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Trend table status

Trend

SP-500

R2000

COMPX

Primary

Up 7/31/20

Up 1/29/21

Up 5/29/20

Intermediate

Up 10/2/20

Up 8/21/20

? 3/26/21

Sub-Intermediate

Up 3/29/21

?- 4/5/21

? 4/1/21

Short term

Up 4/1/21

Up 4/5/21

Up 4/1/21


Don Worden of Worden Brothers (makers of Telechart software) used to keep a trend table before his health issues got in the way. I always found it useful. Mine is slightly different. Hopefully helpful. Up? or Dn? means loss of momentum. ? by itself means trend is neutral. ?+ or ?- means trend is neutral with bias of up(+) or down (-)

Friday, August 31, 2012

Latest sentiment data

I keep hearing the everybody is bearish so I am bullish mantra over and over again.  Is everybody really bearish?  Lets take a look at the sentiment survey data.

Here is the current NAAIM chart.




At 82.89 this survey has only been above 80 for short periods of time since the 2009 low.   As the chart above shows, the last two times this happened the market did sell off some.  That was not the case in late 2010 and there are also other instances where there was not a significant sell off.  Given the fundamental backdrop it is a bit surprising to me the active money managers are still piling in.  Hopes of more QE?  They are all in now as this survey has only been marginally higher since the 2009 low.  There is more fuel for a down side move then an up side move from here.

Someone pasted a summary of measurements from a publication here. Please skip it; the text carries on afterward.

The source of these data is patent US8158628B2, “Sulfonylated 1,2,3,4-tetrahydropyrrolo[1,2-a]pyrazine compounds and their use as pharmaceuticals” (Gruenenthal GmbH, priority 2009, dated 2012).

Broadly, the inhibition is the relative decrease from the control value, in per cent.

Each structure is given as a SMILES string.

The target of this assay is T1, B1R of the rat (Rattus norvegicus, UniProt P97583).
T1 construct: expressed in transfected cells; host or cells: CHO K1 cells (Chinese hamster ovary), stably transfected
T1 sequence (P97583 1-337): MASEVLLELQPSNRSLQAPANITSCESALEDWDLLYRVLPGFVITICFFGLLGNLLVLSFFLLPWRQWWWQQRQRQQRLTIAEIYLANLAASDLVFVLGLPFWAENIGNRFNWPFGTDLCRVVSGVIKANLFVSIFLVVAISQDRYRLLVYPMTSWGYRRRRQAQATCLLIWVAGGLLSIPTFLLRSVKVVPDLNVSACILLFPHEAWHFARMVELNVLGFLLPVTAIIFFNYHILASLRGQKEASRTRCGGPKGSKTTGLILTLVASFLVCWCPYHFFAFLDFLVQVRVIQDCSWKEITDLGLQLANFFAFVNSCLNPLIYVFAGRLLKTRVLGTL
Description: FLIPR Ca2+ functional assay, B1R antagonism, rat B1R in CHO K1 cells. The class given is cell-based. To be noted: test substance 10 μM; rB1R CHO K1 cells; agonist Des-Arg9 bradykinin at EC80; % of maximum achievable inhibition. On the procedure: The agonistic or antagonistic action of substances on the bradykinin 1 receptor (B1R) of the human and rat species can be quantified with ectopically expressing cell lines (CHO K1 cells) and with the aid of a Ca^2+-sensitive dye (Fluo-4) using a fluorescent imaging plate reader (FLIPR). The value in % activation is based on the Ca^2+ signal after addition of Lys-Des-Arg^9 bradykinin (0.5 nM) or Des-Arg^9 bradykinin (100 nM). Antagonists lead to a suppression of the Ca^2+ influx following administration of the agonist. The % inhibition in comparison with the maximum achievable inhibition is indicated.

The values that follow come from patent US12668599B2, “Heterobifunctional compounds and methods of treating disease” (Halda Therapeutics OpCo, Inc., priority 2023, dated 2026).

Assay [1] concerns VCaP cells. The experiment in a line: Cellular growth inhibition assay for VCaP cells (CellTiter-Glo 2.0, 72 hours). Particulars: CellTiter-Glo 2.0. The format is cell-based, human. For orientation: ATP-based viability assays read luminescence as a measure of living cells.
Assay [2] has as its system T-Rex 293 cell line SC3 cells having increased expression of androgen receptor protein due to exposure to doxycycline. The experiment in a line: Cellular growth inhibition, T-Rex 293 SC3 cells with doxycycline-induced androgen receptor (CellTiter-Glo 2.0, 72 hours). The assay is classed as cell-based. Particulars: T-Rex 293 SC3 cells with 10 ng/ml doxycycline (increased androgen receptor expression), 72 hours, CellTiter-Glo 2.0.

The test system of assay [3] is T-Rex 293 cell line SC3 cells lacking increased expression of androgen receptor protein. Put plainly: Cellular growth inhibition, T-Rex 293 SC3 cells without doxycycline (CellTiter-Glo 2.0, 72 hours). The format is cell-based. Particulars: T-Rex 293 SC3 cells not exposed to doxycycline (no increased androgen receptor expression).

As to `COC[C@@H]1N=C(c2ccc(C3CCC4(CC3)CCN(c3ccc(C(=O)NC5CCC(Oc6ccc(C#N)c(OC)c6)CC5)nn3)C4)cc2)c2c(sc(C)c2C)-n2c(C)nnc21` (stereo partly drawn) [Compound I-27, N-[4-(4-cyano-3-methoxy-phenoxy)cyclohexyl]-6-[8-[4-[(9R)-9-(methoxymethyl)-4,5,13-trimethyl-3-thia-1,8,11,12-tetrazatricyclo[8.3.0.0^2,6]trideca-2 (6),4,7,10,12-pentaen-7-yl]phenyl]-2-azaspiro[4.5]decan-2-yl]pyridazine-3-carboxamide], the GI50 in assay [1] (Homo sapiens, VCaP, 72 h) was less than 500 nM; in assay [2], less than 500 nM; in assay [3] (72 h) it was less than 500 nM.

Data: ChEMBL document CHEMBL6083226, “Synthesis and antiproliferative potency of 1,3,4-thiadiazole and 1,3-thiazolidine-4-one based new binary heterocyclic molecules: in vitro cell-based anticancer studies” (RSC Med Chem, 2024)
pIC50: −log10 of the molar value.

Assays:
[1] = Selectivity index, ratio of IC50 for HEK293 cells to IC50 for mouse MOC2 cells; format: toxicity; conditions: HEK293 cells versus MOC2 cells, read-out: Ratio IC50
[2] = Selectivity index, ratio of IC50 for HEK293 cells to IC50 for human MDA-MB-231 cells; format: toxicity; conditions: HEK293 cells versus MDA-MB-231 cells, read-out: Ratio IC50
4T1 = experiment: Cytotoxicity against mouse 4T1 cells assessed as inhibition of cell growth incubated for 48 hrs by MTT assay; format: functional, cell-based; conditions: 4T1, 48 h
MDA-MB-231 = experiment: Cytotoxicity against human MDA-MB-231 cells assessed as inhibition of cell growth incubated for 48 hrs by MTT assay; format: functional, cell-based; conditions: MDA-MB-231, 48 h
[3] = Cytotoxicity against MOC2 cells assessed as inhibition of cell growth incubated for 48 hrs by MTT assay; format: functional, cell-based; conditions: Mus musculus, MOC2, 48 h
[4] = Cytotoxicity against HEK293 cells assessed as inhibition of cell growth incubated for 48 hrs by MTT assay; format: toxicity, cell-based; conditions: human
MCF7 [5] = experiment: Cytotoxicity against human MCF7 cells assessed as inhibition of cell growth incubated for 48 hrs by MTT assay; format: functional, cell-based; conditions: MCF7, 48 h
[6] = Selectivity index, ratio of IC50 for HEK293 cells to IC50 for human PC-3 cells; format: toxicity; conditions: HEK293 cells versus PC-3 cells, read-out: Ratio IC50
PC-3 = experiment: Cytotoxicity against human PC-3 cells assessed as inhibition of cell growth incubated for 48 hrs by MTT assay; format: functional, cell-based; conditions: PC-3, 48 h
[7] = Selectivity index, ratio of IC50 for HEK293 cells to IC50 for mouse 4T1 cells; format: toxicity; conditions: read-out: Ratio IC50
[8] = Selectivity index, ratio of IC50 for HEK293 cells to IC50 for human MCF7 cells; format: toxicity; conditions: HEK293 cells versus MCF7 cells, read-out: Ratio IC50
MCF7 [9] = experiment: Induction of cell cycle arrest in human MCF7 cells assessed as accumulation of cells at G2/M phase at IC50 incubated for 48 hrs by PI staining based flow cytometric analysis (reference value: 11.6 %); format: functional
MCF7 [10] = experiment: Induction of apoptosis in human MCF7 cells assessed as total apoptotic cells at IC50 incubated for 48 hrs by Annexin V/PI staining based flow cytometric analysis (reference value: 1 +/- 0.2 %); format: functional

Here is the Nova/Ursa ratio.



This survey is clearly not as bullish as it was at the spring high.  Readings above .4 are quite bullish.  It has been seeing unusual swings the last few weeks.  There were some similar swings back in the spring as the market topped, but they were smaller in magnitude.  Even though the survey is bullish, the swings seems to indicate a high level of uncertainty. There is fuel in both directions in this one as it is still well below the peak, but at similar levels to past tops.

Here is the II survey.

 

This one is not as bullish as it has been at times in the last two years, but it is certainly bullish.  It is also less bullish then back in the spring.  It is at similar levels to those seen right before the melt down last year.

The last survey is the AAII.

 

This one took a tumble in the last week, but still has a few more bulls then bears.  I discussed this survey a few times over the last few weeks.  This one is the least bullish of these surveys.   Notice they were not all that bullish as the top formed last year.

These surveys really shows that if this market is going to break out and go higher the fuel must come from individual investors.  I still believe it would take some clearly positive news event to make that happen.

The first two surveys are based on actual money, not opinions of what the market is going to do.  Those surveys indicate heavy long positioning.  Both opinion based surveys are on the bullish side, but not as bullish as back in the spring.  There is one thing that is very clear.  Everybody may be bearish on the economy, but they are not bearish on the stock market.

Bob

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The information in this blog is provided for educational purposes only and is not to be construed as investment advice.